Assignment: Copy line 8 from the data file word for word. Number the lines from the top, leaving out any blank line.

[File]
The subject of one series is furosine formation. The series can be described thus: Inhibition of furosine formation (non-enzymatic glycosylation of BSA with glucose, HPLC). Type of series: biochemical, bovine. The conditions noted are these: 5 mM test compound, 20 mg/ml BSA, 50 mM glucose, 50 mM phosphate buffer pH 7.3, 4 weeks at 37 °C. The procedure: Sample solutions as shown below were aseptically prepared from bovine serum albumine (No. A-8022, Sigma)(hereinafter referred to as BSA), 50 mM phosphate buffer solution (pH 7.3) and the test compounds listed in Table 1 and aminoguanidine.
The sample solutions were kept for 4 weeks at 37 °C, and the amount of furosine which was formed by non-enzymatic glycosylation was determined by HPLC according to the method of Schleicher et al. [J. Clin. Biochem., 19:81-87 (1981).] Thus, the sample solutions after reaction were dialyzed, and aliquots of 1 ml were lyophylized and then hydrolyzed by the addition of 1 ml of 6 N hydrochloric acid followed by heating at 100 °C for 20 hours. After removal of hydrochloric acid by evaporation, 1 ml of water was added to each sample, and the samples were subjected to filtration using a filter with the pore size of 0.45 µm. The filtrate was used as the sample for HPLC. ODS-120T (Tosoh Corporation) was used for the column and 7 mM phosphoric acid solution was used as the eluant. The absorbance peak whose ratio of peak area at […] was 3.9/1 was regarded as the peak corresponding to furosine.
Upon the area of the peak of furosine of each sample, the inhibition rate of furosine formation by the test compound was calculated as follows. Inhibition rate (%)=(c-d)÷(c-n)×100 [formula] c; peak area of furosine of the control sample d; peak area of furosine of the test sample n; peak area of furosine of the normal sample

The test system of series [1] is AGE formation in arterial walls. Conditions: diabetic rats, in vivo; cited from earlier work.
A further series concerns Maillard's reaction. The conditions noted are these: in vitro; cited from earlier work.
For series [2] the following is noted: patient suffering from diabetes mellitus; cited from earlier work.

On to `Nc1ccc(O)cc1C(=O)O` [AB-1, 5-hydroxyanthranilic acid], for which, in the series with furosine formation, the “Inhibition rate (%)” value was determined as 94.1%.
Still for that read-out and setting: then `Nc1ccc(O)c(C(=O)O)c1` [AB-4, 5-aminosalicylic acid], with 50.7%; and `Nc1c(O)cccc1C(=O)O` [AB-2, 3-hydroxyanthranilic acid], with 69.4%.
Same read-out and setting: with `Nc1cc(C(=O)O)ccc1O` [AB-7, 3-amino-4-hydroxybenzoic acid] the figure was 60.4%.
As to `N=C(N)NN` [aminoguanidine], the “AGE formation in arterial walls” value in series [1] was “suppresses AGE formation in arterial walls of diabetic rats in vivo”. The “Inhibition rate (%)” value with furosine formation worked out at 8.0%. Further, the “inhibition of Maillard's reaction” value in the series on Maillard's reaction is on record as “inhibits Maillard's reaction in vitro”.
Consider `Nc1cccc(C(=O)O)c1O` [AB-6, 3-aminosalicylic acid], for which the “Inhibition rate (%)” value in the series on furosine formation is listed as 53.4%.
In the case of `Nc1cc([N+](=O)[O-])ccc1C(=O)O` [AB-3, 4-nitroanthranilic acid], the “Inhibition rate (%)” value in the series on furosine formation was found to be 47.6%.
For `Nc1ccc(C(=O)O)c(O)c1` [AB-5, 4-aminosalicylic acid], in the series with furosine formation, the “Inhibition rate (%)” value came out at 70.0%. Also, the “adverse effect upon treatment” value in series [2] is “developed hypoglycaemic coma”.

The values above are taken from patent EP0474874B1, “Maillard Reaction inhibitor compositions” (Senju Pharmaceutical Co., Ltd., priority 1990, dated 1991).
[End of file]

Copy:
Still for that read-out and setting: then `Nc1ccc(O)c(C(=O)O)c1` [AB-4, 5-aminosalicylic acid], with 50.7%; and `Nc1c(O)cccc1C(=O)O` [AB-2, 3-hydroxyanthranilic acid], with 69.4%.